“So somehow, these circumstances mean I’m the ‘moderate’ choice for chairman?’ exclaimed Mullins in mock shock. “Well, just go back in your files to 1990, when I lived in Northern Virginia and was elected Republican chairman of Fairfax County. After I beat Andy Walquist [top aide to then-Sen. John Warner], the Washington Post had headlines about the ‘far right’ taking over the party.”
Mullins proudly recalls backing in contested nomination battles such prominent conservatives as home school leader Mike Farris for lieutenant governor in 1993 and Oliver North for the U.S. Senate in 1994.
After six years as party chairman of Fairfax and a move to rustic Louisa County, Mullins retired from politics, in part because “my wife said ‘no’ to any more of it.” But, in ’06, she relented and Mullins became chairman of Louisa. Under his aegis, the country party quadrupled its membership and went from operating to the red to having money in the bank.
“I never intended to be state chairman and offered to help Jeff when he had the job,” said Mullins, emphasizing that he was never part of the “Get Frederick” gaggle. But after Frederick’s ouster, he recalled, “Mike Farris and a number of my friends called and said I had to do this. So here I am.”
GOP All Right
For all the gloom and doom prognosticating from the liberal media and warnings that the Republican Party must trim its conservative sails, state party chairmen and other leaders continue to come from the party’s right. Among recent changes are…
Utah: With State GOP Chairman Stan Lockhart stepping down, more than 2,000 delegates to the state Republican convention chose conservative Dave Hansen to succeed him. Formerly a top operative with the National Republican Senatorial Committee and twice executive director of the state GOP, Hansen helped run the unsuccessful primary campaign of one of outgoing Gov. Jon Huntsman’s more conservative nomination opponents in 2004. Hansen defeated former Salt Lake County Councilman Steve Harmsen, who lost a bid for Congress to Democrat Allan Howe in 1974.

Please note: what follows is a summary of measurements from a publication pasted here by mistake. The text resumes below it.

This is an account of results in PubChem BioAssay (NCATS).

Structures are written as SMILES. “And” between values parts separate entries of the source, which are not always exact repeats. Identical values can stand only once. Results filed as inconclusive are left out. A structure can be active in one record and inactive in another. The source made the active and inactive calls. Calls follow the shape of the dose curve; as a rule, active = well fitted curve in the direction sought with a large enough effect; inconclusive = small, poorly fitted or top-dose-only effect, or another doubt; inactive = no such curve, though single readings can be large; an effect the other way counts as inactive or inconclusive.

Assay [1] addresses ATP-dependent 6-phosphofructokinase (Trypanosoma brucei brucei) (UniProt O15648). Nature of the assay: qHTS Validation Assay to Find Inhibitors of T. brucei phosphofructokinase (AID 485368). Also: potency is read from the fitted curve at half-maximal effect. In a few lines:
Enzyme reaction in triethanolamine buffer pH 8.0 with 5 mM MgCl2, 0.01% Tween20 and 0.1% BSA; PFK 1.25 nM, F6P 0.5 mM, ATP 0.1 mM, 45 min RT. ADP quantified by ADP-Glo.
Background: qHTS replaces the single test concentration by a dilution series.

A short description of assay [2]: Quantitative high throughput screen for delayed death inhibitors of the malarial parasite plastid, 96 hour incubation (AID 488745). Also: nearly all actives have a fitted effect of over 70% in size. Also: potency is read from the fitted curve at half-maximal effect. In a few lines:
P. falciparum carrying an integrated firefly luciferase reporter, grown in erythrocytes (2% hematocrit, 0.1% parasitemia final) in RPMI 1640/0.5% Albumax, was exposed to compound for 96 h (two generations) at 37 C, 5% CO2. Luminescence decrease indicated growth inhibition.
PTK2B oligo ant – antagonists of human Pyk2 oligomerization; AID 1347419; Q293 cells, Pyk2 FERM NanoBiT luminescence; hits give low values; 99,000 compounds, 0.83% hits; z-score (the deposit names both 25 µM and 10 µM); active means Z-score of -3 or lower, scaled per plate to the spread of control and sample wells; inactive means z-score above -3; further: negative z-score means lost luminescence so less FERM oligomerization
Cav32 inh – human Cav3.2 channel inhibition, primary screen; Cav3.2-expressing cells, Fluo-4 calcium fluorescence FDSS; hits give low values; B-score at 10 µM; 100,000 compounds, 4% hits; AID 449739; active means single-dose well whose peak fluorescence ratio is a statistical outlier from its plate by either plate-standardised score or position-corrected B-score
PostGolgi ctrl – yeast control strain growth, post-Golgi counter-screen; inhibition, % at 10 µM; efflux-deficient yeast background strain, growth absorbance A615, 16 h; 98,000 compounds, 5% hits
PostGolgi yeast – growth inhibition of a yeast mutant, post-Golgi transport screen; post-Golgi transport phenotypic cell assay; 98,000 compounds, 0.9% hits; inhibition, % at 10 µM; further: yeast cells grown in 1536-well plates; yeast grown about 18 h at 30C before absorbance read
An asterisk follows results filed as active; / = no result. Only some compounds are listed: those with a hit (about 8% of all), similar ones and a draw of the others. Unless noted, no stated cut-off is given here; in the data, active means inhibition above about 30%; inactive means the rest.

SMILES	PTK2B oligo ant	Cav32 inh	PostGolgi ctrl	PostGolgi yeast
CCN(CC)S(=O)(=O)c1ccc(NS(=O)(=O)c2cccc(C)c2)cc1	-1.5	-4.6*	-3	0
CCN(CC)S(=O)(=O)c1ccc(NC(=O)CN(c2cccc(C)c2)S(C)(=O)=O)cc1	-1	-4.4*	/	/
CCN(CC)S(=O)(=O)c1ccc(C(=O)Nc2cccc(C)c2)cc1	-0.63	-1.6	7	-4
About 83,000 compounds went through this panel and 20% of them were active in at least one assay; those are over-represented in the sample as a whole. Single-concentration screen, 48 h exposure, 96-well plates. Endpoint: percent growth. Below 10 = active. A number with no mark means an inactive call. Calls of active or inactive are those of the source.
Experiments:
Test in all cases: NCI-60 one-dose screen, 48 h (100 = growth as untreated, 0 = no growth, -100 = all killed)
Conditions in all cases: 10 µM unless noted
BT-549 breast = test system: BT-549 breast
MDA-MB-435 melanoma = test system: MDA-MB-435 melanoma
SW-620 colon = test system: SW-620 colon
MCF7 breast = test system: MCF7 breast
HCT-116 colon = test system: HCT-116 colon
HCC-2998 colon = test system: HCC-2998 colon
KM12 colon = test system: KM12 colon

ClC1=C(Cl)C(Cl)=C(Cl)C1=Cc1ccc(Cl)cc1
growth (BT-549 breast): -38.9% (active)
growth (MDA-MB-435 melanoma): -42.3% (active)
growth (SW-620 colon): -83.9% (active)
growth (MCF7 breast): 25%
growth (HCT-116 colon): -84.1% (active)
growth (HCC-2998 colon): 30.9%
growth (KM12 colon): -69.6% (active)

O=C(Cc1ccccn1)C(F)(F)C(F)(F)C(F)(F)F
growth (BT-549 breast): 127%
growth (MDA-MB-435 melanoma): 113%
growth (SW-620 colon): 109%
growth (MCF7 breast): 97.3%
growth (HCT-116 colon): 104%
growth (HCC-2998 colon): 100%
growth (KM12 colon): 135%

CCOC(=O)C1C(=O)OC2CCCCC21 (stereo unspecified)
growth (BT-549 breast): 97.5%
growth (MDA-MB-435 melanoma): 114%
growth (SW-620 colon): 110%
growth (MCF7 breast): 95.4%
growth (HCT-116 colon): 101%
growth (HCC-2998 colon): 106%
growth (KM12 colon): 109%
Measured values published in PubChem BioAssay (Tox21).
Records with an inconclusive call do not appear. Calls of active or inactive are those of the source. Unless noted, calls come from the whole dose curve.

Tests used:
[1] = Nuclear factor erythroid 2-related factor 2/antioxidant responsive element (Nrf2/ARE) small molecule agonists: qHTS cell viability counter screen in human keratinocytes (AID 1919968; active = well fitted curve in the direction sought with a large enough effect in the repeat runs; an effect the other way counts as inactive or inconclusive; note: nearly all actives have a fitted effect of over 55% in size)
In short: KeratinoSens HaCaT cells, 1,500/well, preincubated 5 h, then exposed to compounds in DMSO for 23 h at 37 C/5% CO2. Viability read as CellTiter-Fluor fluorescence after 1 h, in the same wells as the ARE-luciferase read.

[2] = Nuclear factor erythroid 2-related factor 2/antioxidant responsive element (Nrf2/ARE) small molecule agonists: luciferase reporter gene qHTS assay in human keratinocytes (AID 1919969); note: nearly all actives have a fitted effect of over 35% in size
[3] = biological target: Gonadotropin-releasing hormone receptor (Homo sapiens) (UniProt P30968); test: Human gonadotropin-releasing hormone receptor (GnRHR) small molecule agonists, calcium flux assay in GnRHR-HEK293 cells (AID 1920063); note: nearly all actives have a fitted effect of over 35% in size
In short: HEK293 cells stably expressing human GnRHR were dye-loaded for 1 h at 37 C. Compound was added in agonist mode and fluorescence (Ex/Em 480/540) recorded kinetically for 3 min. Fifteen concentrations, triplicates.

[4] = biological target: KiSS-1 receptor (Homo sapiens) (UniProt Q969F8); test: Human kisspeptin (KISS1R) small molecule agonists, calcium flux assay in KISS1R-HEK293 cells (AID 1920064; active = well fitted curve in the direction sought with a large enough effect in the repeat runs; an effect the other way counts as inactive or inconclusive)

New Jersey: Republican gubernatorial nominee Chris Christie earned some admiration from party conservatives last week when he tapped Jay Webber, a 37-year-old assemblyman from Morris County, to become the new chairman of the state Republican Party. Webber, elected to the state assembly in 2007, is regarded not only as a solid conservative but also as a likely candidate for higher office in the Garden State. As we reported last week, former U.S. Attorney Christie has yet to pick a lieutenant governor running mate for his ticket, but state conservatives think his selection of Webber for the party helm is evidence that he is paying more than just lip service to them. Rick Shaftan, manager of Bogota Mayor Steve Lonegan’s unsuccessful primary bid against Christie earlier this month, expressed cautious optimism. “It might be a signal that he’s going in a direction of essentially saying he’s not afraid to call himself a conservative, even outside the primary,” Shaftan told the Newark Star Ledger.
College Republicans: When the biennial meeting of the College Republican National Committee (CRNC) convened June 4-6 to elect new officers, Zack Howell, a recent graduate of University of Utah and the former chairman of that state’s CRs, was chosen as the new national chairman. Howell was an intern in the Bush White House and last year served as the campaign manager for Utah Speaker of the House David Clark. The Beehive State native started in politics at age 13, volunteering for conservative state Rep. John Swallow’s unsuccessful 2002 campaign against Democrat Jim Matheson in Utah’s 2nd Congressional District. Howell is the second CRNC chairman to have attended the University of Utah — the other was Karl Rove.